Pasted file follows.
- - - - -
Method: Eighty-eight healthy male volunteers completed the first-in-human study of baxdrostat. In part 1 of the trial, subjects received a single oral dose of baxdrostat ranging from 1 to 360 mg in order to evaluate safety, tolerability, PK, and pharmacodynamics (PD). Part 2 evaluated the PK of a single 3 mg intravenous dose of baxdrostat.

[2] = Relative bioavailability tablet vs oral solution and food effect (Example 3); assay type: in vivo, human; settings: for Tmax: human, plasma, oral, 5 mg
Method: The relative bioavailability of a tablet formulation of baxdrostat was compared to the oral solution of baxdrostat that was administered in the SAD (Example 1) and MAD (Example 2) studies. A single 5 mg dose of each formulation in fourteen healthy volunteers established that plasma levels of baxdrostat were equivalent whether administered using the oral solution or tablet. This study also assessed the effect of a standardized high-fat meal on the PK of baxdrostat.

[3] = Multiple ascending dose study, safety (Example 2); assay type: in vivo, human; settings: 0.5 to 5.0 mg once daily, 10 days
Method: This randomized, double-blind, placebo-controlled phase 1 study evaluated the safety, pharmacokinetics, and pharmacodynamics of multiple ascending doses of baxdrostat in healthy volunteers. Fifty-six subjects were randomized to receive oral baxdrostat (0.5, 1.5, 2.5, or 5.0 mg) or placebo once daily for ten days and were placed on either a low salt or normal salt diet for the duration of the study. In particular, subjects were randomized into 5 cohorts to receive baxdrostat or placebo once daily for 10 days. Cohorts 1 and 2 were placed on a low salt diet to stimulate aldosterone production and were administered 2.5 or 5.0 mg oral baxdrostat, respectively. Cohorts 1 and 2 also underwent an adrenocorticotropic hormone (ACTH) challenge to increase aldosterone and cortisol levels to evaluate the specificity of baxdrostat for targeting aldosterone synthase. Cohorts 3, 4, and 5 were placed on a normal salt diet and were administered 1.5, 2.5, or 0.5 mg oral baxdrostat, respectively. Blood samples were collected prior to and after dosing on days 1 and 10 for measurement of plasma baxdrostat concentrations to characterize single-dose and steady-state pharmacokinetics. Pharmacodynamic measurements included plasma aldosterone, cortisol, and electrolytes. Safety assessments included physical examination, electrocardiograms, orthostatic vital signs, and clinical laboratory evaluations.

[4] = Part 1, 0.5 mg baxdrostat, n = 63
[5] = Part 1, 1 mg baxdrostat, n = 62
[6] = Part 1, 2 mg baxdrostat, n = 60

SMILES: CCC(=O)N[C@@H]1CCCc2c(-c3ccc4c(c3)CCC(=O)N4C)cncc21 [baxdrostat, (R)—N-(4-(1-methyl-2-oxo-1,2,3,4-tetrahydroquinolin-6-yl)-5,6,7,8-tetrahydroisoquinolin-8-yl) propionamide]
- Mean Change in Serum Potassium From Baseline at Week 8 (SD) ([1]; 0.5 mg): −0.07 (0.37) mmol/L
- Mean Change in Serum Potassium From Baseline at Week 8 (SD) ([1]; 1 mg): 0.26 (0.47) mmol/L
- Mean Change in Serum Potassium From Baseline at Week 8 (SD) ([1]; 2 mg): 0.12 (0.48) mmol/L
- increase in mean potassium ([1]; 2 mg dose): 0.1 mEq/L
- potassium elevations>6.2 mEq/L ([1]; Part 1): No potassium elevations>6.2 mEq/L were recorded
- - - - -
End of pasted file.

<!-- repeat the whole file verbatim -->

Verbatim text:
Method: Eighty-eight healthy male volunteers completed the first-in-human study of baxdrostat. In part 1 of the trial, subjects received a single oral dose of baxdrostat ranging from 1 to 360 mg in order to evaluate safety, tolerability, PK, and pharmacodynamics (PD). Part 2 evaluated the PK of a single 3 mg intravenous dose of baxdrostat.

[2] = Relative bioavailability tablet vs oral solution and food effect (Example 3); assay type: in vivo, human; settings: for Tmax: human, plasma, oral, 5 mg
Method: The relative bioavailability of a tablet formulation of baxdrostat was compared to the oral solution of baxdrostat that was administered in the SAD (Example 1) and MAD (Example 2) studies. A single 5 mg dose of each formulation in fourteen healthy volunteers established that plasma levels of baxdrostat were equivalent whether administered using the oral solution or tablet. This study also assessed the effect of a standardized high-fat meal on the PK of baxdrostat.

[3] = Multiple ascending dose study, safety (Example 2); assay type: in vivo, human; settings: 0.5 to 5.0 mg once daily, 10 days
Method: This randomized, double-blind, placebo-controlled phase 1 study evaluated the safety, pharmacokinetics, and pharmacodynamics of multiple ascending doses of baxdrostat in healthy volunteers. Fifty-six subjects were randomized to receive oral baxdrostat (0.5, 1.5, 2.5, or 5.0 mg) or placebo once daily for ten days and were placed on either a low salt or normal salt diet for the duration of the study. In particular, subjects were randomized into 5 cohorts to receive baxdrostat or placebo once daily for 10 days. Cohorts 1 and 2 were placed on a low salt diet to stimulate aldosterone production and were administered 2.5 or 5.0 mg oral baxdrostat, respectively. Cohorts 1 and 2 also underwent an adrenocorticotropic hormone (ACTH) challenge to increase aldosterone and cortisol levels to evaluate the specificity of baxdrostat for targeting aldosterone synthase. Cohorts 3, 4, and 5 were placed on a normal salt diet and were administered 1.5, 2.5, or 0.5 mg oral baxdrostat, respectively. Blood samples were collected prior to and after dosing on days 1 and 10 for measurement of plasma baxdrostat concentrations to characterize single-dose and steady-state pharmacokinetics. Pharmacodynamic measurements included plasma aldosterone, cortisol, and electrolytes. Safety assessments included physical examination, electrocardiograms, orthostatic vital signs, and clinical laboratory evaluations.

[4] = Part 1, 0.5 mg baxdrostat, n = 63
[5] = Part 1, 1 mg baxdrostat, n = 62
[6] = Part 1, 2 mg baxdrostat, n = 60

SMILES: CCC(=O)N[C@@H]1CCCc2c(-c3ccc4c(c3)CCC(=O)N4C)cncc21 [baxdrostat, (R)—N-(4-(1-methyl-2-oxo-1,2,3,4-tetrahydroquinolin-6-yl)-5,6,7,8-tetrahydroisoquinolin-8-yl) propionamide]
- Mean Change in Serum Potassium From Baseline at Week 8 (SD) ([1]; 0.5 mg): −0.07 (0.37) mmol/L
- Mean Change in Serum Potassium From Baseline at Week 8 (SD) ([1]; 1 mg): 0.26 (0.47) mmol/L
- Mean Change in Serum Potassium From Baseline at Week 8 (SD) ([1]; 2 mg): 0.12 (0.48) mmol/L
- increase in mean potassium ([1]; 2 mg dose): 0.1 mEq/L
- potassium elevations>6.2 mEq/L ([1]; Part 1): No potassium elevations>6.2 mEq/L were recorded